What can we learn from Israel’s experience? Ben-Gurion’s mantra led to communities being built throughout the desert, with transport, energy and water infrastructure linking people, towns and cities, creating jobs and boosting the economy. The human resources were found in the influx of refugees fleeing persecution with a determination to invest their blood, sweat and tears into the new home that had embraced them.
Mr ALEXANDER (Bennelong) (22:10): Earlier today I was fortunate to meet with His Excellency Mr Yuval Rotem, Ambassador of the State of Israel to Australia. The ambassador was proud to talk of his nation’s transition to a position of world leader in innovation and technology, declaring that Apple are opening a technology park in Israel, their first outside of the United States. Similarly, my electorate of Bennelong incorporates Macquarie Park, known as the innovation capital of Australia, housing global giants in pharmaceuticals and technology. As we compared notes of our two countries’ development, the ambassador regaled me with the story of how the Jewish homeland very nearly located in the Kimberly region of Western Australia. With the Jewish people being persecuted in Europe and searching for a safe haven, the barren north-west corner of Australia presented many opportunities for both parties, yet the idea was cut short by the outbreak of World War II.
It is a matter of history that over the next few years great atrocities were committed against the Jewish people, leading the United Nations to partition Palestine. In 1948, after much bloodshed, the state of Israel was born. There were two great obstacles for this young nation to overcome: the influx of refugees and the challenge of the desert. In response, Israel’s first Prime Minister, David Ben-Gurion, famously wrote that ‘for those who make the desert bloom there is room for hundreds, thousands and even millions’. Devoid of the riches that oil provides for their neighbours, the people of Israel set about their task of building a nation. Their components were hard work, determination, imagination, innovation and applied intelligence. As more refugees arrived from other parts of the world, the values of communication and teamwork were harnessed.
We can only wonder how different things might have been if, back in 1939, the door to the Kimberleys was opened to these people. In today’s Australia we have debates about asylum seekers, our capacity to take refugees, opportunities to water vast regions of Australia to feed the world, and infrastructure projects that will promote growth to unimaginable levels.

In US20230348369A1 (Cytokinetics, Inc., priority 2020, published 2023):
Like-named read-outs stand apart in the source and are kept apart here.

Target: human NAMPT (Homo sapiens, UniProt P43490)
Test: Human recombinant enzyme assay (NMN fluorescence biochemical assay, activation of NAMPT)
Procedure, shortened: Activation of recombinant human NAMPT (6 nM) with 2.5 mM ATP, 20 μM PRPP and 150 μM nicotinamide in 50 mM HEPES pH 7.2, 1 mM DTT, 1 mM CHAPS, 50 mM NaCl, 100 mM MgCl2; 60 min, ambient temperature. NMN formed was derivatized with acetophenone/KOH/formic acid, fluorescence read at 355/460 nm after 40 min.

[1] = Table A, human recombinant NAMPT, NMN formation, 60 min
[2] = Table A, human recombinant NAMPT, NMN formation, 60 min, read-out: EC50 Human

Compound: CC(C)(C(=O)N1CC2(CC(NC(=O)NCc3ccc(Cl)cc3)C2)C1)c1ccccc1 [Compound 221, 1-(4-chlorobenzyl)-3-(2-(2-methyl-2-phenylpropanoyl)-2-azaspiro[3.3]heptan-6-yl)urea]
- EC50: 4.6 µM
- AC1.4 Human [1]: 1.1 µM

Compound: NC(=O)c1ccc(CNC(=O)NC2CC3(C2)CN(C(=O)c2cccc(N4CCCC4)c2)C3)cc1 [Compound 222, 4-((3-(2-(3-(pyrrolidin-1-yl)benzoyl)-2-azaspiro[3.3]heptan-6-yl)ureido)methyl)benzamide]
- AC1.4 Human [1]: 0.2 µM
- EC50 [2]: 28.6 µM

What can we learn from Israel’s experience? Ben-Gurion’s mantra led to communities being built throughout the desert, with transport, energy and water infrastructure linking people, towns and cities, creating jobs and boosting the economy. The human resources were found in the influx of refugees fleeing persecution with a determination to invest their blood, sweat and tears into the new home that had embraced them. In the current context, our migration debate has become mired in policy failure. It is essential that the full suite of the Howard-era policies be implemented to stop the loss of life and allow us to initiate a broader productive conversation on building our nation. That conversation must include a way to make our own desert bloom, to take the pressure off our major cities and promote regions as world-class destinations for businesses and families.
High-speed rail between Sydney and Melbourne could allow a town like Goulburn, Yass or Shepparton to become a modern day Beersheba. Access to reliable water and energy infrastructure will assist those desert regions that we consider uninhabitable to flourish. And perhaps, just like we did with the Snowy hydro scheme 60 years ago, the crucial human capital to build these projects can come through properly processed humanitarian entrants who possess the skills and the determination to invest into their new home.
The alternative is our current reality. Our major cities are overcrowded. Sydney has the second highest property prices in the world, and the Melbourne-to-Sydney flight path is the third busiest worldwide. That patch of red dirt that so easily could have become the Jewish homeland is now mostly inhabited by fly-in fly-out workers who will soon be joined by temporary migrants on 457 visas. There must be a better way. With those same characteristics that our frontier pioneers brought to this nation 200 years ago, it is now our time to realise our full potential to invest in our land and our people and to make our desert bloom.